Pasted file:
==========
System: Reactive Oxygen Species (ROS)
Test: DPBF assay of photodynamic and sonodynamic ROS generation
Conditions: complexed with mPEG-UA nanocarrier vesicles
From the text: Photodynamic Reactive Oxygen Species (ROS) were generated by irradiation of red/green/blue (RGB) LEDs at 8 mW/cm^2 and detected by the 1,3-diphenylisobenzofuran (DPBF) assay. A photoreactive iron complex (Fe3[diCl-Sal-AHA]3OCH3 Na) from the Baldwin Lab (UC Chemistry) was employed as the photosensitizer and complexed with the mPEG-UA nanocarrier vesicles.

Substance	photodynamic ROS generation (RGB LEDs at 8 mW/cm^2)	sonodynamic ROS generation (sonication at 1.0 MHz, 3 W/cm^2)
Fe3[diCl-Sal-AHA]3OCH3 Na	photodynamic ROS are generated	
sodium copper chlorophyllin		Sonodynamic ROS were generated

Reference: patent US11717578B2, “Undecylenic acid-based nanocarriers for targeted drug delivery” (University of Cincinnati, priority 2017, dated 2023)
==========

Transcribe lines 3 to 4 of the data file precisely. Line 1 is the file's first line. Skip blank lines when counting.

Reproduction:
Conditions: complexed with mPEG-UA nanocarrier vesicles
From the text: Photodynamic Reactive Oxygen Species (ROS) were generated by irradiation of red/green/blue (RGB) LEDs at 8 mW/cm^2 and detected by the 1,3-diphenylisobenzofuran (DPBF) assay. A photoreactive iron complex (Fe3[diCl-Sal-AHA]3OCH3 Na) from the Baldwin Lab (UC Chemistry) was employed as the photosensitizer and complexed with the mPEG-UA nanocarrier vesicles.